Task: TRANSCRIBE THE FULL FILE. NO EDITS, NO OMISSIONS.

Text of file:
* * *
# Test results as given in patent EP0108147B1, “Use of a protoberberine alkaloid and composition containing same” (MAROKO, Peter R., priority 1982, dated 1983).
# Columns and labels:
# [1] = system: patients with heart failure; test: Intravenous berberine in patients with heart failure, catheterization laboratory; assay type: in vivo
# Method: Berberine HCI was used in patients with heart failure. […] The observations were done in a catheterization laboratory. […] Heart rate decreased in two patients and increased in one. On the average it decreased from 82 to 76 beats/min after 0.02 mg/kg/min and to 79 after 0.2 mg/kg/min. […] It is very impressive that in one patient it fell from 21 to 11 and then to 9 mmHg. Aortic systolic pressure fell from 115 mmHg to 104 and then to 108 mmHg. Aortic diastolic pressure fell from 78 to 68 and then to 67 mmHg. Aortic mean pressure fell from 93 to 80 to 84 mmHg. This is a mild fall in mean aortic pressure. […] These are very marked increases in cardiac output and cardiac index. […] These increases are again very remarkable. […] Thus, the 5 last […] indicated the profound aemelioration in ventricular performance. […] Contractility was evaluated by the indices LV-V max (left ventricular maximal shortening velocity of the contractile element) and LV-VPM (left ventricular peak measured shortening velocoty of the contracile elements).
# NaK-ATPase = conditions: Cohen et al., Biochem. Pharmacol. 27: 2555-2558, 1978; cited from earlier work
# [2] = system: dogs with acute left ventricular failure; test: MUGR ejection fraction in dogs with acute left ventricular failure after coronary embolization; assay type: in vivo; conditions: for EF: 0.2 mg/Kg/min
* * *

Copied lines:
# Test results as given in patent EP0108147B1, “Use of a protoberberine alkaloid and composition containing same” (MAROKO, Peter R., priority 1982, dated 1983).
# Columns and labels:
# [1] = system: patients with heart failure; test: Intravenous berberine in patients with heart failure, catheterization laboratory; assay type: in vivo
# Method: Berberine HCI was used in patients with heart failure. […] The observations were done in a catheterization laboratory. […] Heart rate decreased in two patients and increased in one. On the average it decreased from 82 to 76 beats/min after 0.02 mg/kg/min and to 79 after 0.2 mg/kg/min. […] It is very impressive that in one patient it fell from 21 to 11 and then to 9 mmHg. Aortic systolic pressure fell from 115 mmHg to 104 and then to 108 mmHg. Aortic diastolic pressure fell from 78 to 68 and then to 67 mmHg. Aortic mean pressure fell from 93 to 80 to 84 mmHg. This is a mild fall in mean aortic pressure. […] These are very marked increases in cardiac output and cardiac index. […] These increases are again very remarkable. […] Thus, the 5 last […] indicated the profound aemelioration in ventricular performance. […] Contractility was evaluated by the indices LV-V max (left ventricular maximal shortening velocity of the contractile element) and LV-VPM (left ventricular peak measured shortening velocoty of the contracile elements).
# NaK-ATPase = conditions: Cohen et al., Biochem. Pharmacol. 27: 2555-2558, 1978; cited from earlier work
# [2] = system: dogs with acute left ventricular failure; test: MUGR ejection fraction in dogs with acute left ventricular failure after coronary embolization; assay type: in vivo; conditions: for EF: 0.2 mg/Kg/min